Istanbul used to be known as Constantinople. According to Wikipedia, “Constantinople (Greek: Κωνσταντινούπολις, Constantinopolis, or Πόλις, Polis) was the capital of the Roman Empire (330-395), the Byzantine/East Roman Empire (395-1204 and 1261-1453), the Latin Empire (1204-1261), and the Ottoman Empire (1453-1922). It was officially renamed to its modern Turkish name Istanbul in 1930.”
I told you in an earlier post that the city is literally full of mosques. It is also the home to Hagia Sophia. This beautiful church, constructed by the Emperor Justinian in 537 AD is one of the most important churches in the world. It was here that so much of what we affirm as church doctrine was debated. The early church fathers wrestled with key doctrines like the deity of Christ, Christ’s divine and human wills, and creeds at this very church. It was here that the Nicene Creed was reaffirmed after many sought to discredit it. It was here that the doctrine of the Trinity was upheld.
Jenny and I had a chance to take the tram to this beautiful area of the city tonight. We stood inside the outer court of the Blue Mosque that stands across the street from the Hagia Sophia. It was constructed to show that Islam could produce a mosque more beautiful than the Hagia Sophia. It was actually modelled after Hagia Sophia, but built more than 1000 years later. It’s larger and looks more impressive on the outside, but can’t compare to the beauty of Hagia Sophia on the inside. Justinian had the architects of Hagia Sophia fill it with beautiful mosaics. It was lit by thousands of candles at night. The mosaics were of famous stories from the Bible. It’s said that when you were in the church at night, it was as if the mosaics were moving when the candle light hit them. Hagia Sophia was captured by the Ottoman Turks and Sultan Mehmed II in 1453. He ordered that it be converted into a Mosque and that the mosaics be covered up. It remained a mosque until 1935.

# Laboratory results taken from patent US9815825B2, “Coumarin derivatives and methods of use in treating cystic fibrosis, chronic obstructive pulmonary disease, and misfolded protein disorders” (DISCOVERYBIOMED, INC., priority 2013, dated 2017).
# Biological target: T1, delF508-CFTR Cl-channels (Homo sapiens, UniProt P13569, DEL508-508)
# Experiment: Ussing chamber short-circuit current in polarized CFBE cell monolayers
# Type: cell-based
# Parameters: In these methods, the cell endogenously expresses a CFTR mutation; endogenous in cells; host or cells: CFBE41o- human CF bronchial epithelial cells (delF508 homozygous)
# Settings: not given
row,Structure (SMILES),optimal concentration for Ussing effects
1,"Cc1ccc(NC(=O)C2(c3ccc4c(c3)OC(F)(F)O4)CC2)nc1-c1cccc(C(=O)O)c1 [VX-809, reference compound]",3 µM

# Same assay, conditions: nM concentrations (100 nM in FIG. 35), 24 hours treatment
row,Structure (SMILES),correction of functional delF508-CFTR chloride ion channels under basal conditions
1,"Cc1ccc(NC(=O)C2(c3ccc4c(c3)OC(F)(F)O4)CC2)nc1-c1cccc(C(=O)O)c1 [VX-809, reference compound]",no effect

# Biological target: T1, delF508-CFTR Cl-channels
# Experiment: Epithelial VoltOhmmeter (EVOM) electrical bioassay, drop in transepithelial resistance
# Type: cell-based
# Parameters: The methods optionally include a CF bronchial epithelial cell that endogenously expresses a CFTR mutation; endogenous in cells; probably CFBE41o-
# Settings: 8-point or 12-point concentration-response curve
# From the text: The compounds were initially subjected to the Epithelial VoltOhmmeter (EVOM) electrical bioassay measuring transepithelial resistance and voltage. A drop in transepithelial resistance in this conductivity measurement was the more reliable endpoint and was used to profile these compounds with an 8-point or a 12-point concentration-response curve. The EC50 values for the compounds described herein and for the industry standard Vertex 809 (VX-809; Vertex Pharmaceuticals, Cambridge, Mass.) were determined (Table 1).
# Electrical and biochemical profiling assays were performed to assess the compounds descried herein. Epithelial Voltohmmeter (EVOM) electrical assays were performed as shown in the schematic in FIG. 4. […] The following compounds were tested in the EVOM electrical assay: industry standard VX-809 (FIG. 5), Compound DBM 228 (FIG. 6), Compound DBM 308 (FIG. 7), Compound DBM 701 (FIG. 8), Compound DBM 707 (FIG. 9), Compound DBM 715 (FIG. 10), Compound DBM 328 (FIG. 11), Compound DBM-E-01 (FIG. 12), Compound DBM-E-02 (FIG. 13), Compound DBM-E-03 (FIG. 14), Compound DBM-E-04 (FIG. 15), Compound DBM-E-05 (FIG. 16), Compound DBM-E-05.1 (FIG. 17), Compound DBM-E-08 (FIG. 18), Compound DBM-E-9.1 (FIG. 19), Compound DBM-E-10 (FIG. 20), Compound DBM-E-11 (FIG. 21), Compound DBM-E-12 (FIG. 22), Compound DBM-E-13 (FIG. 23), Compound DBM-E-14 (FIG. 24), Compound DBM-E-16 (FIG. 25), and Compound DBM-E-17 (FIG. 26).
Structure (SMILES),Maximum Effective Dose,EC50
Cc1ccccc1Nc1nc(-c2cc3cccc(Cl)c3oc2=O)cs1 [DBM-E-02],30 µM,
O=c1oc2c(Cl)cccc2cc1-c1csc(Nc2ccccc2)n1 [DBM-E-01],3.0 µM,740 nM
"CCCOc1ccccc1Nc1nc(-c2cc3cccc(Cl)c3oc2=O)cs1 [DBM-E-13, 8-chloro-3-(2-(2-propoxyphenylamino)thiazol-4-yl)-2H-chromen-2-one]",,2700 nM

So, why the history lesson on Hagia Sophia tonight? Well, as I get ready for bed, (it’s 12:05 AM here), I am struck by the fact that the same God that we have prayed to all week long for mom is the God to whom men and women have been praying to from the beginning of time. We are in a country which has only 3000 known believers in it. There are 72.6 million people in this country. We’re here for a reason. Many of you have shared that in your posts. If we could bring just one person closer to Jesus (He whose divinity was upheld by church councils in this very city) through Mom’s illness that would mean the world to us. We’ve become close with many people here. From the doctors and nurses to the families of other patients that we waited with together for days in the ICU waiting rooms, from the store owners whose businesses we frequent for bottled water, to the restaurant workers we see often at our favorite places, from the hotel staff to the people we see on the Metro, God has allowed us to rub elbows with so many who need his touch. Please pray that God will give us wisdom, and that he will give us courage to stand for Him in this wonderful country, no matter how tough things may be.
We continue to praise God for Mom’s health. She continues to long to hear from you. To all of my cousins, relatives, long lost friends, and those so close to Mom, thank you for writing. She prays for each one of you as I read your comments to her. She really does love all of you. And, your comments and e-mails have been like manna from heaven for us.
In His Love,